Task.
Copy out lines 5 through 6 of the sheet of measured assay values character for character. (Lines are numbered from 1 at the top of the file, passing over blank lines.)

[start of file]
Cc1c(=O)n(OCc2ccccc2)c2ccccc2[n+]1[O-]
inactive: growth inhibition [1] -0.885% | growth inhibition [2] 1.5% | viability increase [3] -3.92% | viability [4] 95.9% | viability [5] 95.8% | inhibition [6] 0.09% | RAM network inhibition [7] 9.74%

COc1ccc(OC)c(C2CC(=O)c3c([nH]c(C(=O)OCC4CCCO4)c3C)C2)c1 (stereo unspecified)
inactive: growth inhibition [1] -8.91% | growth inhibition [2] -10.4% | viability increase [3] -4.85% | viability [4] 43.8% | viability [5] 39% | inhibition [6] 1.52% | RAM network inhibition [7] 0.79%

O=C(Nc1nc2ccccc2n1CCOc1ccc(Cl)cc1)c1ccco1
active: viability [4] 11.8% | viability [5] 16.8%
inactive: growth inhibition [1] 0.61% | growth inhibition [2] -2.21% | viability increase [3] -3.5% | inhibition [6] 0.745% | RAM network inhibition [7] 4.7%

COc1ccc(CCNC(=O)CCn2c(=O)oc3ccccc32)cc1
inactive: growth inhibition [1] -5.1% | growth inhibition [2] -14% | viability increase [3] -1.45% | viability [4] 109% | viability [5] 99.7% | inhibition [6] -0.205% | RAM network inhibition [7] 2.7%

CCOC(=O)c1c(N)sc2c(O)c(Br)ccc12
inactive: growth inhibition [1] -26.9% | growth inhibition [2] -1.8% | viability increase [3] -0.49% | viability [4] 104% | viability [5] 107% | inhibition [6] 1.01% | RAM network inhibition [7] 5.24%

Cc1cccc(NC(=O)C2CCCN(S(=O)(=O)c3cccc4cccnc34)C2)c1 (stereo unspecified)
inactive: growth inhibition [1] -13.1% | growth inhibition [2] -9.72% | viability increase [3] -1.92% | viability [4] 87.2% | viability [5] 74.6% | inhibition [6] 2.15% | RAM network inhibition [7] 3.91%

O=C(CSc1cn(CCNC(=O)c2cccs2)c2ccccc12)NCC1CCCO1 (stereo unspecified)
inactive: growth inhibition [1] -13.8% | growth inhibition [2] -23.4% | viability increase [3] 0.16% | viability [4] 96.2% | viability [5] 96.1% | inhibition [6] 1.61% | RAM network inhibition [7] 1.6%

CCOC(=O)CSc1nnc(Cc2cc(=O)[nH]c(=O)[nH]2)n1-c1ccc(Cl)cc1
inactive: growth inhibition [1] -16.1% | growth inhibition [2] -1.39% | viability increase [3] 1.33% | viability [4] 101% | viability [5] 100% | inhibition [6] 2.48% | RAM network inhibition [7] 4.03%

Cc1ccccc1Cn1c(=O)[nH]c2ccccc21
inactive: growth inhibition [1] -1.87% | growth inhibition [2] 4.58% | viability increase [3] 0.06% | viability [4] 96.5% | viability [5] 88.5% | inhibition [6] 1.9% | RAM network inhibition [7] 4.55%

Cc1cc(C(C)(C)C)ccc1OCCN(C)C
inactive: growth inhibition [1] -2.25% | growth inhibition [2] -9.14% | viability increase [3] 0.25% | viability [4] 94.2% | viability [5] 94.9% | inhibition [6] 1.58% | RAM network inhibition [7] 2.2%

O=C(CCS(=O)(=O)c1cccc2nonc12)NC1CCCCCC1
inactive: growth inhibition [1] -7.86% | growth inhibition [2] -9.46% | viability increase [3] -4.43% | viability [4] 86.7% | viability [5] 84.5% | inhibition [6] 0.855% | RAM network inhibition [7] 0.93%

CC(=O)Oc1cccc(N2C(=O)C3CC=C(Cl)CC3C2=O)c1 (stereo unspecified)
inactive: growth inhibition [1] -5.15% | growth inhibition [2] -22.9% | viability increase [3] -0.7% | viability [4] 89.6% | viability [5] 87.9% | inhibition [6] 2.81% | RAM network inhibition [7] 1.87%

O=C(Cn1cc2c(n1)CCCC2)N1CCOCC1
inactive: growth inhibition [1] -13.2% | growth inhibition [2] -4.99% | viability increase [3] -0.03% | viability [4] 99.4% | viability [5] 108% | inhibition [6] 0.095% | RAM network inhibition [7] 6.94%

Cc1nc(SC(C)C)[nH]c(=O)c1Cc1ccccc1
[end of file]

O=C(Nc1nc2ccccc2n1CCOc1ccc(Cl)cc1)c1ccco1
active: viability [4] 11.8% | viability [5] 16.8%